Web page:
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Solar Energy: Future of Muslims

The Qur’an (12:13) tells us that, “He hath constrained the night and the day and the sun and the moon to be of service unto you…”

Nowhere is this more evident than in the case of solar energy. In fact, a big number of the Muslim countries where sunny days are abundant, the sun is the ideal renewable energy source of the future.

The manner by which the sun provides energy to the earth and the non-polluting nature of that energy are key factors in its popularity in some Muslim nations.

The history of large-scale solar energy use dates back to the Muslim World as well when the American inventor Frank Shuman built the world’s first solar power station in Maadi, in south Cairo, Egypt between 1912 and 1913.

Solar energy provides electricity via photovoltaic cells. Sunlight reaching the land surface of our planet can produce the equivalence of 1,600 times the total energy consumption of the world; the amount of solar energy derived from the sun’s radiation on just one square kilometer is about 4,000 megawatts, enough to light a small town. Yet, solar energy produces none of the byproducts associated with crude oil and natural gas.

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Solar Energy: Future of Muslims

Deep in the core of the sun, hydrogen nuclei combine to form helium; then releasing the perpetual energy that has been contained by man and used for fuel energy, to grow food, and in the making of many man-made products that would not exist without the sun.

Several Muslim countries and organizations such as UNESCO have initiated numerous solar energy projects.

As of 2017, the largest solar thermal power station in the Muslim World is Morocco’s Noor I-160 Megawatt(MW) parabolic trough which is located in Ghassate, Ouarzazate Province. Morocco will complete this project in 2018 with the 2nd plant Noor II of 200MW.

Not only that, but the North African kingdom is also planning to construct a huge 1,540MW-Solar Energy Project in Ain Bni Mathar, Foum Al Quad, Boujdour, in Sebkhat Tah.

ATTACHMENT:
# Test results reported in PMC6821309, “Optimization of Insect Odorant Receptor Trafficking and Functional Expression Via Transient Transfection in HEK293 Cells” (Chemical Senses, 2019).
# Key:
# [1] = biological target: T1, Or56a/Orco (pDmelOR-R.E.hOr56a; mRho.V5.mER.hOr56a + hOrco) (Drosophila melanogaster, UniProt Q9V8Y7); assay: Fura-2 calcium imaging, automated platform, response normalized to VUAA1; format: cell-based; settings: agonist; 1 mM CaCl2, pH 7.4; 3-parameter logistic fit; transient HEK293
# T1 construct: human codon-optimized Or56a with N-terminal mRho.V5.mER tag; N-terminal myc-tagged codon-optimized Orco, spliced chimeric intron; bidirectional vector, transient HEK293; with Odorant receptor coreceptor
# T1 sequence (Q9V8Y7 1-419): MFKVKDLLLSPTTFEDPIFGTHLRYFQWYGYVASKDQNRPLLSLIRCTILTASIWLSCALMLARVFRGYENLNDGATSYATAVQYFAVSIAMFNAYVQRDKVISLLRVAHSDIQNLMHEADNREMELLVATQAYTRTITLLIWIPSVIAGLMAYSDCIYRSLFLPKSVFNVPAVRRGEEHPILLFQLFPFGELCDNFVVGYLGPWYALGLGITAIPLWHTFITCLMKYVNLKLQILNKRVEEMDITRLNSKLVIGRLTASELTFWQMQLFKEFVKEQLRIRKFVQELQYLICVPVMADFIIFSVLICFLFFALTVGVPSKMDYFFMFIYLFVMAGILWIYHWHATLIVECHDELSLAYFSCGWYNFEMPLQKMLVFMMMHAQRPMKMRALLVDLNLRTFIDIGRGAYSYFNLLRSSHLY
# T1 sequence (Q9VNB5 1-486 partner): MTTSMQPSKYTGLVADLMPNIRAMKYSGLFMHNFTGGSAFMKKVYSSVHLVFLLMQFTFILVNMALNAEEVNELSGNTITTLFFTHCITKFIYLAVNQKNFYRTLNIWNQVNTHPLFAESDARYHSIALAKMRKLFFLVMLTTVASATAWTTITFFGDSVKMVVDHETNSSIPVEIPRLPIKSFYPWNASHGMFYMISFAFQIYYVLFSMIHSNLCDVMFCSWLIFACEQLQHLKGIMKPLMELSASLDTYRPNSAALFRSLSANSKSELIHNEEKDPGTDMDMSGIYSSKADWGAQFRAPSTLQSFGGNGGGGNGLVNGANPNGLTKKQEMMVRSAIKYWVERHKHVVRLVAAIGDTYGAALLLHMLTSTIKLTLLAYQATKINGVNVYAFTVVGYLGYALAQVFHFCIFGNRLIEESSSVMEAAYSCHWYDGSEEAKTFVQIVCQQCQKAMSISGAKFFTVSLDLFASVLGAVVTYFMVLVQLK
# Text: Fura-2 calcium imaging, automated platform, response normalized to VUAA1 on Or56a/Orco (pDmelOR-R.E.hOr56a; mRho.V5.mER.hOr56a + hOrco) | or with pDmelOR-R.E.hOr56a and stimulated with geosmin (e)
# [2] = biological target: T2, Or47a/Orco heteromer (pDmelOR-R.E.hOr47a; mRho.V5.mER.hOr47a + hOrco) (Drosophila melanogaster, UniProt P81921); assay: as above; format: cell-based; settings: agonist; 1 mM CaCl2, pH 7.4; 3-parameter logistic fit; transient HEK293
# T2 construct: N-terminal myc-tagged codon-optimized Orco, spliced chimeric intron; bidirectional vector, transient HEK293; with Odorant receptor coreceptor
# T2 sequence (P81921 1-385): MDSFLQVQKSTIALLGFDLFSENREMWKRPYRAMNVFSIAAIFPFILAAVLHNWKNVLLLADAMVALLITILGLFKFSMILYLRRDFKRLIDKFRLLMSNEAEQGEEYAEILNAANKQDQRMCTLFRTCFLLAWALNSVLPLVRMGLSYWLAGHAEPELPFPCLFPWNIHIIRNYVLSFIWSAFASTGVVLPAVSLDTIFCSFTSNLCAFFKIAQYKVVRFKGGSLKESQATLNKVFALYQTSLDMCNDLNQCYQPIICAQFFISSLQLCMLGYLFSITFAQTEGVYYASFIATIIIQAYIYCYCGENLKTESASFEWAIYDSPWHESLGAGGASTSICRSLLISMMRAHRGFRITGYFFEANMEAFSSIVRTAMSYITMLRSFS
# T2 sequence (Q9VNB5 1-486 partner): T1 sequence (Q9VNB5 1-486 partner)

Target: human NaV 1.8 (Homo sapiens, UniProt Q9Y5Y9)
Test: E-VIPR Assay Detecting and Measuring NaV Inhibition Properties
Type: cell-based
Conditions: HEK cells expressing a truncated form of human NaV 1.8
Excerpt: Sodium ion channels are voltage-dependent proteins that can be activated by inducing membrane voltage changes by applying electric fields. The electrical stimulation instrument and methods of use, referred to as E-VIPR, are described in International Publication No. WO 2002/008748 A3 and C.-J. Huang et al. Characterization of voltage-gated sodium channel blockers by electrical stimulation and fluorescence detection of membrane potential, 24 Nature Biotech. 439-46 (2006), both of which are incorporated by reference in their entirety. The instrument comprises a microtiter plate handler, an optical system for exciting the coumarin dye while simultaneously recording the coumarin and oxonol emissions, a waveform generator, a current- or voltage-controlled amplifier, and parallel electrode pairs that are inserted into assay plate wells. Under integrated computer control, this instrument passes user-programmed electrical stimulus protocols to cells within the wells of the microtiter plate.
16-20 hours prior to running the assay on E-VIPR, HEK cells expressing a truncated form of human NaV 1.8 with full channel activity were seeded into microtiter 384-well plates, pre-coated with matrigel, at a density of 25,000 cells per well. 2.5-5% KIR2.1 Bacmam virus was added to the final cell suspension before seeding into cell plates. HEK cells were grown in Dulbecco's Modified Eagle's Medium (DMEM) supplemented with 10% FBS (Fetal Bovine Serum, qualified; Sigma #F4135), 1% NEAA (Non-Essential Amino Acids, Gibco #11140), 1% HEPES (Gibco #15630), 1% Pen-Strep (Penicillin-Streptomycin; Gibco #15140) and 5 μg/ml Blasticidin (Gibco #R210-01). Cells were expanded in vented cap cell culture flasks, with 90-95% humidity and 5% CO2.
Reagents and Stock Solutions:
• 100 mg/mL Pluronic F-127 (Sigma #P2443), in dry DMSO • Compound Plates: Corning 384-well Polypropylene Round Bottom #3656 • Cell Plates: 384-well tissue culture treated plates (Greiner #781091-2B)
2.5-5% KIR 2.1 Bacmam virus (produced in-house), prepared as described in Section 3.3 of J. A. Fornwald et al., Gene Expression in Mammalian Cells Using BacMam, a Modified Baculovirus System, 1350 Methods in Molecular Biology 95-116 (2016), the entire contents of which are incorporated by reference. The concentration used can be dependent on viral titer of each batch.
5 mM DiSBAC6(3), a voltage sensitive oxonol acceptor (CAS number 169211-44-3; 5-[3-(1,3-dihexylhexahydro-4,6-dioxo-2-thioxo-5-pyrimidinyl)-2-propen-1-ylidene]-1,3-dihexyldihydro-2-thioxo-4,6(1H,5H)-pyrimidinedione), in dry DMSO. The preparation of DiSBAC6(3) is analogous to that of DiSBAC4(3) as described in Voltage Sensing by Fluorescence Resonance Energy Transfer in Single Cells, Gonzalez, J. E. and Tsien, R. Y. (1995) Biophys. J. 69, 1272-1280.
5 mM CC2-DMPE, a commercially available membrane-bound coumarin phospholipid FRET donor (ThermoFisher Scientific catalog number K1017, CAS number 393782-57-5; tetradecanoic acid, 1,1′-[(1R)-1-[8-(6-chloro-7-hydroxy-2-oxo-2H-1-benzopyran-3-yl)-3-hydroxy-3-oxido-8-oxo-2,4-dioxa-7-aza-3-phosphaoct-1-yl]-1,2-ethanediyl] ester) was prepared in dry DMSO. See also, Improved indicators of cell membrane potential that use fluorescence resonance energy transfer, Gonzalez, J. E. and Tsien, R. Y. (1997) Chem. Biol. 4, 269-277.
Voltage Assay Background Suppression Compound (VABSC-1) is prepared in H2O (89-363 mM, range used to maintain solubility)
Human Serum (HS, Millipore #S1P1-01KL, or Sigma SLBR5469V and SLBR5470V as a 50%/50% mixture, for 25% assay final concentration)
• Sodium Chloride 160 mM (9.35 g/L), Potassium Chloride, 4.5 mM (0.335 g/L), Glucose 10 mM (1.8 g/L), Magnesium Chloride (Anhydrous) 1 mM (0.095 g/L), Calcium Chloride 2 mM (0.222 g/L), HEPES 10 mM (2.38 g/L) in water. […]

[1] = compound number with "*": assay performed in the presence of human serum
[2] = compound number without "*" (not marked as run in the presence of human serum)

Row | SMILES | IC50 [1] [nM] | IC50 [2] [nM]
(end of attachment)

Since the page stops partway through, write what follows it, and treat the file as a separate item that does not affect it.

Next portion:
Shell Petroleum Group predicted as far back as 1995 that, by the year 2050, solar power would be our main source of electricity. Several projects have been slowly developing along this timeline.

Although passive heating of water by solar energy for domestic purposes has provided only 2% of total energy use in Jordan and 3.5% in Palestine, the savings incurred in the initial phases of its use has already allowed these countries to pay back their investment costs in the project.

Four projects by Friends of the Earth provided solar power facilities to communities that lack power and water resources such as Arab Ka’abneh, Al Maleh, Ammoriah, and Qairout in Palestine. This system includes as desalination plant and generators to power reverse osmosis water with a peak power of 250 kilowatt peak (kWp).

Being able to pump water from rural springs will allow the population of 4,420 to have solar electricity supply and desalinated water for domestic and communal use.

Basis village in Egypt of 600 people has 70 solar housing systems, street lights, communal use, and facilities to provide electricity for their local capacity.

Solar Energy Future of Muslims

According to 2015’s reports, the Muslim country which owns the biggest installations of solar power capacity is Pakistan with 1,600MW.

The interest and growth in the use of solar energy should continue increasing in the next few years as awareness of the blessings in our physical environment expands among mankind.

In the near future, Insha’Allah, many more people around the world will be enlightened by the meaning of the Qur’anic verses (1-6) found in Sura Al-Shams: “I swear by the sun and its brilliance and the moon when it follows the sun, and the day when it shows it and the night when it draws a veil over it, and the heaven and Him who extended it.”